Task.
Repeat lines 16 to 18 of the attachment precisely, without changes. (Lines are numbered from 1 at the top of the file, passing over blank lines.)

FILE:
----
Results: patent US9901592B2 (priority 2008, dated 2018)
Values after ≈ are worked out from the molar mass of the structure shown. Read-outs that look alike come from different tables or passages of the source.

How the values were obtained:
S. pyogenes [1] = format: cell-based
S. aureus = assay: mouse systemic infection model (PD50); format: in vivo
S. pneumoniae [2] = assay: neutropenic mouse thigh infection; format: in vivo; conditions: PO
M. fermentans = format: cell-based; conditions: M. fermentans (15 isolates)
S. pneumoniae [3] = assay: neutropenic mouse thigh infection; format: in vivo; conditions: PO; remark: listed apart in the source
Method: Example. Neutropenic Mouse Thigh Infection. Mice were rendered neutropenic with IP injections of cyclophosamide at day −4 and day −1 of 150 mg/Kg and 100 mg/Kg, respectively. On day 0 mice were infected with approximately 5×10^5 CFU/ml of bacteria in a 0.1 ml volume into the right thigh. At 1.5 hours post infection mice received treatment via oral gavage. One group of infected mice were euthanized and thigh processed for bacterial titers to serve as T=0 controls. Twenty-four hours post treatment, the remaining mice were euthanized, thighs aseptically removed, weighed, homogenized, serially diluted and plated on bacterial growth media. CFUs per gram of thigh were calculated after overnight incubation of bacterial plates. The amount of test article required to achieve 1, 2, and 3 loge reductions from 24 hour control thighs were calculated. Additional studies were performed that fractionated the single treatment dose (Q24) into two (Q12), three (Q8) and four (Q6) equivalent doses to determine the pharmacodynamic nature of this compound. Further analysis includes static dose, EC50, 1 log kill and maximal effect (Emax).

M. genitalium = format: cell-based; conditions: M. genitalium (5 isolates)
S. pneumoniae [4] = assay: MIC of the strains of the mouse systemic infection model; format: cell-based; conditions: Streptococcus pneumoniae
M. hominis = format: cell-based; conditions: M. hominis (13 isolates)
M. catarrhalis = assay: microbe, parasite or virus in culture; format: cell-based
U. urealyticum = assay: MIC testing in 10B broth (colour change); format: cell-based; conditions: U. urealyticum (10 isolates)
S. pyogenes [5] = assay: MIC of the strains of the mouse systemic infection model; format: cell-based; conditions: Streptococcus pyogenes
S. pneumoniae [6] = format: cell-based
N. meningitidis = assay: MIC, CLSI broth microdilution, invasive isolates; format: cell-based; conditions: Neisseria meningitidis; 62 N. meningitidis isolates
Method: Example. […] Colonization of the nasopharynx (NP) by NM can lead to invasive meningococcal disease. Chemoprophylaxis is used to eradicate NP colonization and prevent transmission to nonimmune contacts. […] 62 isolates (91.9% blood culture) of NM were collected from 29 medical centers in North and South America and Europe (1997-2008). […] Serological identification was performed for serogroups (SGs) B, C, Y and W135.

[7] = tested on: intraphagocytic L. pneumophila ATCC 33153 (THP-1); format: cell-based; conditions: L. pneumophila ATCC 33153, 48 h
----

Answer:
S. pneumoniae [6] = format: cell-based
N. meningitidis = assay: MIC, CLSI broth microdilution, invasive isolates; format: cell-based; conditions: Neisseria meningitidis; 62 N. meningitidis isolates
Method: Example. […] Colonization of the nasopharynx (NP) by NM can lead to invasive meningococcal disease. Chemoprophylaxis is used to eradicate NP colonization and prevent transmission to nonimmune contacts. […] 62 isolates (91.9% blood culture) of NM were collected from 29 medical centers in North and South America and Europe (1997-2008). […] Serological identification was performed for serogroups (SGs) B, C, Y and W135.